Salvia nipponica (Japanese Woodland Sage) Salvia nipponica is very similar to Salvia koyamae in the trade may actually be Salvia nipponica), producing an 18" tall x 3' wide patch of stems with hastate light green leaves and topped, starting in late summer, with short spikes of light butter yellow flowers. Salvia nipponica is another of the sages which prefers light shade to part sun. (Hardiness Zone 6-9, at least) Salvia glutinosa is a similar related species. Salvia nipponica is represented in the trade by the following cultivar.
Salvia nipponica 'Fuji Snow' (Fuji Snow Japanese Sage) Salvia nipponica 'Fuji Snow' is a Barry Yinger introduction from Japan which has leaves surrounded by a white margin that disappears during the summer. During late summer, the clumps are smothered with 18" stalks of light yellow flowers. (Hardiness Zone 6-9, at least)
Salvia puberula 'El Butano' (El Butano Mexican Sage) This selection of Salvia puberula (with particularly large and colorful Salvia regla 'Jame' flowers) was collected by John Fairey and Carl Schoenfeld of Yucca Do in Nuevo Leon, Mexico, at 7,000' elevation. The velvety green leaves adorn the 4' tall upright stalks that are topped, starting in late October, with a flower head of deep magenta pink, resembling a pink cotton ball that was plugged into an electrical outlet ... a great form of this wonderful salvia. We have had this for over a decade and have never had any winter losses in Zone 7b. (Hardiness Zone 7b-9)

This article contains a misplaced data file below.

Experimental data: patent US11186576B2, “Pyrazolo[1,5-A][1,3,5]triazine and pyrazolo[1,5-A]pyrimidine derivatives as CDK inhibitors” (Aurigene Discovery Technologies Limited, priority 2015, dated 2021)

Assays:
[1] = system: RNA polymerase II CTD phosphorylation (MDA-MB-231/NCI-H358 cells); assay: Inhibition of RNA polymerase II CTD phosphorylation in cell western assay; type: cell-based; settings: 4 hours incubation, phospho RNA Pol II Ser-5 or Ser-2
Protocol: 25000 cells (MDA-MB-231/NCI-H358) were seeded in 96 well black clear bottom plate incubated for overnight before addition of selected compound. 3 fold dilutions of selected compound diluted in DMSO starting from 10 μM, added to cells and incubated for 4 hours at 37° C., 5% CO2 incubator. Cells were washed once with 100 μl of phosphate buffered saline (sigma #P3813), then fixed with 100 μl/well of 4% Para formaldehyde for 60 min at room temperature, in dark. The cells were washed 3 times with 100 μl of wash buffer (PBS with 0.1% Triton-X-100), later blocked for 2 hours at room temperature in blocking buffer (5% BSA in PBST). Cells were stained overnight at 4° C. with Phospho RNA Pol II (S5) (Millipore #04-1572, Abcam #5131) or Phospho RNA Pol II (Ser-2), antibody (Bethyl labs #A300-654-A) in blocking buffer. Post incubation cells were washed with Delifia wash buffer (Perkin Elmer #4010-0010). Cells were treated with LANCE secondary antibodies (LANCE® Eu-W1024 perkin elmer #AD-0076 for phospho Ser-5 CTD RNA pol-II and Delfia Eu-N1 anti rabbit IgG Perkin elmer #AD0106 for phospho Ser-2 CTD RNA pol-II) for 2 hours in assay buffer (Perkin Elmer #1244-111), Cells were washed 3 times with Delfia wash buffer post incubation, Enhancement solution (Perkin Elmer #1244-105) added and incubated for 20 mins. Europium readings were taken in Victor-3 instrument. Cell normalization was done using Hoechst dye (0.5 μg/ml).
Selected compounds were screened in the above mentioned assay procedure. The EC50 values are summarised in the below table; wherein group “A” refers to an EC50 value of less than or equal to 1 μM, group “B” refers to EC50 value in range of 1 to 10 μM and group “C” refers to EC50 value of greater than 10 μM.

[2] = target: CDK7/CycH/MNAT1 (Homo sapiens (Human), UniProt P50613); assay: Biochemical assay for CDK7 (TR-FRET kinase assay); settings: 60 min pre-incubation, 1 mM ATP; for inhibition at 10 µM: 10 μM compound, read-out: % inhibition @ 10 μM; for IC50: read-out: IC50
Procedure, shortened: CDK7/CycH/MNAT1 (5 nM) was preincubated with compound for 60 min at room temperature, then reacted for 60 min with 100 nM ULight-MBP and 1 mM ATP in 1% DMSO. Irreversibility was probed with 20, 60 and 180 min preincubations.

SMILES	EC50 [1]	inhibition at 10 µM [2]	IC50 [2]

Salvia reptans West Texas Form (Cobalt Sage) (aka: S. leptophylla) This easy to grow Texas native is a close relative of S. pitcheri, but, in my opinion, is a much nicer plant. Normally a lax plant, this upright form was collected by Pat McNeal of Texas in the Davis Mountains in Davis Co., Texas, at 4,000'. The needle thin, green leaves adorn the 3' tall stems, and in September they burst forth at the tips with vivid, dark cobalt blue flowers. Native to the Trans Pecos region, it is found in dry, gravelly, mountainous washes. Despite this affinity for well drained soils, it has performed marvelously in the muggy Southeast. (Hardiness Zone 5-9)
Salvia uliginosa (Bog Sage) Salvia uliginosa is a 55" tall, upright stoloniferous salvia, native to South America, including Brazil, Uruguay, and Argentina. Salvia uliginosa displays a beautiful cloud of clear, light blue flowers from June (NC) through fall ... an open and airy habit ... one of our favorites! Bog sage is at home in a moist full sun setting; ours doesn't spread as fast or get as tall in drier sites. (Hardiness Zone 6-10)